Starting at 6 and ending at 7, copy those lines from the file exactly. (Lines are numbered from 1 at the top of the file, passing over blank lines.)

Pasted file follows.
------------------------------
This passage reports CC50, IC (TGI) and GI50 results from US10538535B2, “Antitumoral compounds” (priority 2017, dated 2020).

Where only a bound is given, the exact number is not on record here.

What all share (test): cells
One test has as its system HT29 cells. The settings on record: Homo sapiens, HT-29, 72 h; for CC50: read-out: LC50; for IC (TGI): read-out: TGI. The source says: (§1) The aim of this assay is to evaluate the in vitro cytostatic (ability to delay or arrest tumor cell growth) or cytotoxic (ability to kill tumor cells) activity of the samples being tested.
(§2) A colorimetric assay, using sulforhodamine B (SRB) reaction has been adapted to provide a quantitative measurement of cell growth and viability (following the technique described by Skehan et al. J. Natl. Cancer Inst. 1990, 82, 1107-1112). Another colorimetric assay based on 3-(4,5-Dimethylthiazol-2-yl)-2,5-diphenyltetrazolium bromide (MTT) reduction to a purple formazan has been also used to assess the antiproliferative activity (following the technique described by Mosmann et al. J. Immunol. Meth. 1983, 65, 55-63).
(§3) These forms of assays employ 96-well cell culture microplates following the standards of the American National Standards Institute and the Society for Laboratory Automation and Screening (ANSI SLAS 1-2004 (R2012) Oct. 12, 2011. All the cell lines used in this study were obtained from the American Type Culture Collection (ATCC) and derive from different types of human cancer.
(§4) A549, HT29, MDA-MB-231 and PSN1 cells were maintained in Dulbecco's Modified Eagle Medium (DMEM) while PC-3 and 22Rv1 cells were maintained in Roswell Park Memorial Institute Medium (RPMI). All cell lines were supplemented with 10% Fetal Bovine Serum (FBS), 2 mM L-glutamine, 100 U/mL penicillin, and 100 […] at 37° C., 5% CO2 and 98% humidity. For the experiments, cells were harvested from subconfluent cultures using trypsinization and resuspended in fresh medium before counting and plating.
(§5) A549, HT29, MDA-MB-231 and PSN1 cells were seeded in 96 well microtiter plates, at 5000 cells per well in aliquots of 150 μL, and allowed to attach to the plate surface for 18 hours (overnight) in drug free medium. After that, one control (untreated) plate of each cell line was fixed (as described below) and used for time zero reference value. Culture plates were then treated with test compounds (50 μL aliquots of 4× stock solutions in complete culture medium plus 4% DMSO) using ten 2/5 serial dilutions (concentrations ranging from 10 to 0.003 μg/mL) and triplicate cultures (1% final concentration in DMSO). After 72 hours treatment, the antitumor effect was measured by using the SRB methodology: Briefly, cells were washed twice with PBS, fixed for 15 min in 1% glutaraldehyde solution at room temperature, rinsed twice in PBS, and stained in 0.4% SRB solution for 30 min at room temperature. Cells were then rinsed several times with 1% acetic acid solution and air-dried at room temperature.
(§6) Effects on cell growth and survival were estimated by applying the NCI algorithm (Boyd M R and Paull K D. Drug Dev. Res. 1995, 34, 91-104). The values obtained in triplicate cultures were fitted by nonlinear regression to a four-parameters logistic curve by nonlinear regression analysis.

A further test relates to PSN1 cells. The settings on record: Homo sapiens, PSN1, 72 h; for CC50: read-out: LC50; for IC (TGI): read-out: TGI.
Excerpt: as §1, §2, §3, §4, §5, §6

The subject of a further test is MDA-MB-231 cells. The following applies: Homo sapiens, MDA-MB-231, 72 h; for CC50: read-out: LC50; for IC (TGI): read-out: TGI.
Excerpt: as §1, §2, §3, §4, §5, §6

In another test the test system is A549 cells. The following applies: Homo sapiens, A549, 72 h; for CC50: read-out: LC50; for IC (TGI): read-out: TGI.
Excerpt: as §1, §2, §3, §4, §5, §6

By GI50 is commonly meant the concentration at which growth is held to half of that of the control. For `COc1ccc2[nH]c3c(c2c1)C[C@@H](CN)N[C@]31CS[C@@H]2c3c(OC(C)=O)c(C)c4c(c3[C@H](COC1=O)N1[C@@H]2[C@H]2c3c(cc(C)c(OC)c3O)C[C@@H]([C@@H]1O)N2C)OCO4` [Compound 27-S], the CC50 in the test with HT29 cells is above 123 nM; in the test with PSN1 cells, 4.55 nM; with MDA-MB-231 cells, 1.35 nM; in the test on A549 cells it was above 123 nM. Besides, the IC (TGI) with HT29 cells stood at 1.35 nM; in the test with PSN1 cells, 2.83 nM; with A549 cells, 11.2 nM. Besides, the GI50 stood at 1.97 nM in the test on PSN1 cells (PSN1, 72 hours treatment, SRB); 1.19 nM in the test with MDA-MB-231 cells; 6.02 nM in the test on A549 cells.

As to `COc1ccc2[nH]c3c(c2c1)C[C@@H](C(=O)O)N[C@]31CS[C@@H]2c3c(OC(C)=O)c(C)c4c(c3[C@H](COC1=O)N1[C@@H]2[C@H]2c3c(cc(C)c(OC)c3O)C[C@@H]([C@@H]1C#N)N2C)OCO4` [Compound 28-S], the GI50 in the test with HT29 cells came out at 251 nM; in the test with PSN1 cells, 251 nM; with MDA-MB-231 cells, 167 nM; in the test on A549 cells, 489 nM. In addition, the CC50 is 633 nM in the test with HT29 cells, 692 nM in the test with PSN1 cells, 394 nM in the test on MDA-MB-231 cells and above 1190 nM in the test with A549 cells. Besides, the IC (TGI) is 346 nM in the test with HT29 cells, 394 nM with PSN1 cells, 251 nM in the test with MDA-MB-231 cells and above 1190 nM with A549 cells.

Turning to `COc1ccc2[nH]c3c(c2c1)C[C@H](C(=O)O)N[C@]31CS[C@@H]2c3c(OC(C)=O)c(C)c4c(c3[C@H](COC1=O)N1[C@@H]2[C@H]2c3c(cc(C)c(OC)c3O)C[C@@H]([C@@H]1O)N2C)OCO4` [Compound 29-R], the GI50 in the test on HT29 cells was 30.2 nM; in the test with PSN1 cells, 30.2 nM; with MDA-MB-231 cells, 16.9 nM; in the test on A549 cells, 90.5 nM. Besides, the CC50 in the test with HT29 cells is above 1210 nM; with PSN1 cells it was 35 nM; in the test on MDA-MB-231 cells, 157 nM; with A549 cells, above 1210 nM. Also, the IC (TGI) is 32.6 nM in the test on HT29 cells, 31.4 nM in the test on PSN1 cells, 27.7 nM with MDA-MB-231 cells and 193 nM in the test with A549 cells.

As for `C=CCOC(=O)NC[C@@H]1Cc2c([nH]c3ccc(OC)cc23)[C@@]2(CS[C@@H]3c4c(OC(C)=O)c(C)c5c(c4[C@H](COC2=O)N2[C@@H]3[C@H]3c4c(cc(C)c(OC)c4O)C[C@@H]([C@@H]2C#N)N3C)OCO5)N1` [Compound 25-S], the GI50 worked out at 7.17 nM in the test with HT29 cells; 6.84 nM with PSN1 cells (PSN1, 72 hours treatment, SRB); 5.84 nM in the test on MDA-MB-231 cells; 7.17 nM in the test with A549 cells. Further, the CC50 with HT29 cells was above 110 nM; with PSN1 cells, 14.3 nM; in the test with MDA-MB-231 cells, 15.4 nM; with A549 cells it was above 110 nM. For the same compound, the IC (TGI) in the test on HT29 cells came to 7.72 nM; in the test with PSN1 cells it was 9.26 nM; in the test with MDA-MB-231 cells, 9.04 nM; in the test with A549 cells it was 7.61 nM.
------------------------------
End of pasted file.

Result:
(§3) These forms of assays employ 96-well cell culture microplates following the standards of the American National Standards Institute and the Society for Laboratory Automation and Screening (ANSI SLAS 1-2004 (R2012) Oct. 12, 2011. All the cell lines used in this study were obtained from the American Type Culture Collection (ATCC) and derive from different types of human cancer.
(§4) A549, HT29, MDA-MB-231 and PSN1 cells were maintained in Dulbecco's Modified Eagle Medium (DMEM) while PC-3 and 22Rv1 cells were maintained in Roswell Park Memorial Institute Medium (RPMI). All cell lines were supplemented with 10% Fetal Bovine Serum (FBS), 2 mM L-glutamine, 100 U/mL penicillin, and 100 […] at 37° C., 5% CO2 and 98% humidity. For the experiments, cells were harvested from subconfluent cultures using trypsinization and resuspended in fresh medium before counting and plating.